If you’re into astronomy, you may have already been to some of our visitors centres, like the ones at Parkes, Narrabri and Tidbinbilla.

The home of our newest telescope, ASKAP, however, is not the sort of place you’re able to visit. In fact, the remoteness of the Murchison Radio-astronomy Observatory and the lack of people is what makes it perfect for astronomy.

We sat down with Suzy Jackson, a CSIRO engineer, to find out more about her work on ASKAP commissioning.

CSIRO's Suzy Jackson works both in the lab and the field on our newest telescope, ASKAP.

CSIRO’s Suzy Jackson works both in the lab and the field on our newest telescope, ASKAP. Credit: Tim Wheeler Studios.

What was your first impression of the MRO?

The first time I saw the MRO there was nothing – just endless desert – since then it feels like 36 large dishes have magically materialised, along with a nice, comfortable air-conditioned control building.

I was also amazed at the wonderful diversity of wildlife in the desert. Far from being barren, the environment is full of lizards, kangaroos, emus, goannas, and the night sky is wonderful, with the whole Milky Way running across the horizon.

What’s an average day like for you at the MRO?

My daily routine is fairly varied. We have breakfast at 7, then head out to the observatory at to continue with installation and maintenance work. We might be installing a PAF (ASKAP’s radio-camera receiver) on an antenna one day, or debugging a piece of support equipment that’s causing trouble the next. We finish around 5pm, only to get up and do it all again the next day.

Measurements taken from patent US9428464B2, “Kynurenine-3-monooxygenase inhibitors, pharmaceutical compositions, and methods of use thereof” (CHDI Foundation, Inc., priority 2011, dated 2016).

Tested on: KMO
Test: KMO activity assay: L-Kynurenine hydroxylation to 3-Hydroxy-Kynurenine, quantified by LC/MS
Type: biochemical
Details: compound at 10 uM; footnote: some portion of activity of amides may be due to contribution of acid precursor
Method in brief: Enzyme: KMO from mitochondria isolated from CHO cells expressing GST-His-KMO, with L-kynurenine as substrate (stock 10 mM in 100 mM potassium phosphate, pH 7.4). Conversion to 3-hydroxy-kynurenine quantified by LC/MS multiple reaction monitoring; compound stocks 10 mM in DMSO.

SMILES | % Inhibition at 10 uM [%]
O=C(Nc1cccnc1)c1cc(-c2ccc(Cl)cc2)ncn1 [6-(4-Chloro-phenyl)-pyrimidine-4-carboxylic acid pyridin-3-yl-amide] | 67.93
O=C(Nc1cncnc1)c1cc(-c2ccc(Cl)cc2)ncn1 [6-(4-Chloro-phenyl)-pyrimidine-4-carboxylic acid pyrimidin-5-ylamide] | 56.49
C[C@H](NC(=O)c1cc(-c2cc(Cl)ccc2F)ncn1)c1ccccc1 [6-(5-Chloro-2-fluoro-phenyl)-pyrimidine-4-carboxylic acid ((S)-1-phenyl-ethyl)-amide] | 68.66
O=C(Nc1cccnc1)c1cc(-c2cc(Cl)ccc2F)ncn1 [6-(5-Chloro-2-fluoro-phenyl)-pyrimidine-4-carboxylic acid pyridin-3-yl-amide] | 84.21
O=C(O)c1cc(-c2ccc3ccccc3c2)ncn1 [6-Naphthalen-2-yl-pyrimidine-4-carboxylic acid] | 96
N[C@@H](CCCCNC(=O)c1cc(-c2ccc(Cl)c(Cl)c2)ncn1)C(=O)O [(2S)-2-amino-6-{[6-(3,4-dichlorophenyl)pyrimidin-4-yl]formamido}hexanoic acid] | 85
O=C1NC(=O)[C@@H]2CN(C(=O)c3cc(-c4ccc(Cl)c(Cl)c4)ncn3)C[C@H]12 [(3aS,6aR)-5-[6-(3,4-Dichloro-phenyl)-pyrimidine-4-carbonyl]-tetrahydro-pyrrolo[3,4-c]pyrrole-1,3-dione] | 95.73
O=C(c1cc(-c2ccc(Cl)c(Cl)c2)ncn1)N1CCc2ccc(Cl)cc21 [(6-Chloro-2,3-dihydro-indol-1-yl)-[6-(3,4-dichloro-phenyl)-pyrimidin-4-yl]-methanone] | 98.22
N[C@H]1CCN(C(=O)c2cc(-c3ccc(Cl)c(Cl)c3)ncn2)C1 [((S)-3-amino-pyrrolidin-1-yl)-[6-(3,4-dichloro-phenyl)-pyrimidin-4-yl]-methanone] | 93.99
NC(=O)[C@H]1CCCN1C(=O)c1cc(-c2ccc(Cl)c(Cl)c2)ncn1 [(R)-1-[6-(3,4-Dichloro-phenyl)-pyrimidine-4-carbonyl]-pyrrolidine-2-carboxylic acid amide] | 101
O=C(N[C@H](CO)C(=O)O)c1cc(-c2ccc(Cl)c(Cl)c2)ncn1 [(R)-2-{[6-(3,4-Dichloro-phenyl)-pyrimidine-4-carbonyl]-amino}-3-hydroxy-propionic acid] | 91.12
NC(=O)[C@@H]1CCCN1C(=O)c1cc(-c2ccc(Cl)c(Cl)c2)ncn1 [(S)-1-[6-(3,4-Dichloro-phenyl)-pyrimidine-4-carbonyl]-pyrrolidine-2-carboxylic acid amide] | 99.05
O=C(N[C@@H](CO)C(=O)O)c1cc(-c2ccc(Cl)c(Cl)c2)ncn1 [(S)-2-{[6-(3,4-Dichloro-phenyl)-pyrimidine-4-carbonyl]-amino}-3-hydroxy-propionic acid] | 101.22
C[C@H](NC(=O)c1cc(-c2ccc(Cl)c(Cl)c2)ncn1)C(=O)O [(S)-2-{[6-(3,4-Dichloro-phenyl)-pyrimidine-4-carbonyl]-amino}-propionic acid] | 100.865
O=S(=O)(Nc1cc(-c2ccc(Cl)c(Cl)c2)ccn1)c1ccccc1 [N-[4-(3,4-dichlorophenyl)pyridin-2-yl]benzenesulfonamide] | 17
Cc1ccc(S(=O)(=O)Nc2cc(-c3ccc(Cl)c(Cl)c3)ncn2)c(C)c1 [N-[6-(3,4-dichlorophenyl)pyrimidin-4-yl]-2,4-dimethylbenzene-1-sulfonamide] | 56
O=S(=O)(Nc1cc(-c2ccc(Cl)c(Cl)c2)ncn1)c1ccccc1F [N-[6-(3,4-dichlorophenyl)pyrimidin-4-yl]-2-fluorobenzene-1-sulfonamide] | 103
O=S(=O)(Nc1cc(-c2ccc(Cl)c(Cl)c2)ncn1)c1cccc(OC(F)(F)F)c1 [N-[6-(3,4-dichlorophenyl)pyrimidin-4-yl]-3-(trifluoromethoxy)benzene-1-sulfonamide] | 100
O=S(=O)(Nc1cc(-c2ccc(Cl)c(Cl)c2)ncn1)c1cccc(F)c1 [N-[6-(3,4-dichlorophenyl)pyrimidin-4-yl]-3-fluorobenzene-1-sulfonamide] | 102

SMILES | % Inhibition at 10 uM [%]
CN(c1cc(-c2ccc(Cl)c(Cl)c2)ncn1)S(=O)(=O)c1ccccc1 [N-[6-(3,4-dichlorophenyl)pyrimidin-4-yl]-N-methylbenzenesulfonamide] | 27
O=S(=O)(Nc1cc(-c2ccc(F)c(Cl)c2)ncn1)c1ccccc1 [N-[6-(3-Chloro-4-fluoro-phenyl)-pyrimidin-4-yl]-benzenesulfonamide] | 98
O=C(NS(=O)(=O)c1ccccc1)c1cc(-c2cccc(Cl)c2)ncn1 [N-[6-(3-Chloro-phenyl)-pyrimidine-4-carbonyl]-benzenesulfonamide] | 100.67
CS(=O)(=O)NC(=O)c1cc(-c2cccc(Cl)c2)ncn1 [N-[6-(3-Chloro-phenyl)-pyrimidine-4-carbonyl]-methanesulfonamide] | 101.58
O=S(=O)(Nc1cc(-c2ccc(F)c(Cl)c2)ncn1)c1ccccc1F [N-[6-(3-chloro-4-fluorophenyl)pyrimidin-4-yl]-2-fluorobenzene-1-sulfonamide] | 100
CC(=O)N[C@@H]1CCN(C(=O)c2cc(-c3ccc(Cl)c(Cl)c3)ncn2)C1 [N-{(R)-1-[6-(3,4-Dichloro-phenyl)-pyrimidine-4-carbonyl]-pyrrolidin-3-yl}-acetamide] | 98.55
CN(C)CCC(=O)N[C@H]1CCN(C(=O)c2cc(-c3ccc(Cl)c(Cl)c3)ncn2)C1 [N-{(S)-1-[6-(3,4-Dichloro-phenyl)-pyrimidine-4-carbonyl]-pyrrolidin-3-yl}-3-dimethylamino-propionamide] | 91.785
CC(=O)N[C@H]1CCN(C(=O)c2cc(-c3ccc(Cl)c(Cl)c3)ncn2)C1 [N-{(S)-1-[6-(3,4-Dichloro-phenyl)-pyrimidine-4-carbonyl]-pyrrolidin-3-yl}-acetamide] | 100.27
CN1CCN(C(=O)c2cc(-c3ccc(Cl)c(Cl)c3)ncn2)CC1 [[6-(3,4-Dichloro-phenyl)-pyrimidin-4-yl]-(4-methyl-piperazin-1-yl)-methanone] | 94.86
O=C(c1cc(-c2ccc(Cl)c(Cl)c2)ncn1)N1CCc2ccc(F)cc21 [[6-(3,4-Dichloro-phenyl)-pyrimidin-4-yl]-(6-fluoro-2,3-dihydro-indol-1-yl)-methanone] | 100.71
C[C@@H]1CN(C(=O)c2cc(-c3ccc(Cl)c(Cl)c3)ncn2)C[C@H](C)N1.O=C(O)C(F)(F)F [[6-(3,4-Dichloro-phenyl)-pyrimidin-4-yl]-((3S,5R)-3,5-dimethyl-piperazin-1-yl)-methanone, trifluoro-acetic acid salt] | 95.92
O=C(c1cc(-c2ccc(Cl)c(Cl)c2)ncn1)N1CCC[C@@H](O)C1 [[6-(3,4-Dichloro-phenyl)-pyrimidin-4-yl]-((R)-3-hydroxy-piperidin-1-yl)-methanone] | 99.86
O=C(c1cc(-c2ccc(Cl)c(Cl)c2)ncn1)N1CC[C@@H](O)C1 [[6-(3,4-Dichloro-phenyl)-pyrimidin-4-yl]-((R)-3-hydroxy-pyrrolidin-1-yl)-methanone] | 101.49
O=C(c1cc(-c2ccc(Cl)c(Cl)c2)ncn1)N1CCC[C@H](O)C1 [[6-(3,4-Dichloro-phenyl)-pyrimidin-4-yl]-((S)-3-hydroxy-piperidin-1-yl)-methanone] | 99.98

The view from on high: three stories above the ground, Suzy works on an ASKAP receiver (the round green board).

What are people least likely to know about building ASKAP?

The scope of what we’re doing is hard for people to grasp. All the thousands of electronic and optical connections that have to work reliably. When we make diagrams of things, we represent whole bundles of fibres with a single line on a drawing. When it comes to actually building that stuff, it’s often a big surprise that the sexy individual things, like correlator FPGAs, don’t really figure in the grand scheme of things when it comes to effort compared to the boring connectors and cables.

What do you find most challenging about working out at the MRO, and how do you deal with it?

The environment here is really harsh. From December through to March the temperature is generally above 40 degrees during the day. When that’s combined with arduous work outside installing receivers etc. it can be pretty tough. We plan this sort of work carefully, and try to do the hard stuff earlier in the morning when it’s relatively cool, and work in short bursts with time in the air-conditioning in between.

Located 350km inland from the nearest city, the remote nature of the MRO is great for astronomy, but not that welcoming great for visitors.

Located around 350 km inland from the nearest city, the remote nature of the MRO is great for radio-astronomy, but not so welcoming for visitors.

What about the best part of working at the MRO?

It’s been such a pleasure to see a whole observatory go from nothing to daily operations, and being involved right from the start. I think it’s really wonderful that we’ve been able to create such a fantastic instrument in the pristine radio environment that we get out here in the middle of nowhere. When we first came out here, I never in my wildest dreams envisioned sitting at my laptop typing this in a comfy air conditioned control building, with one of the best internet connections in the world.


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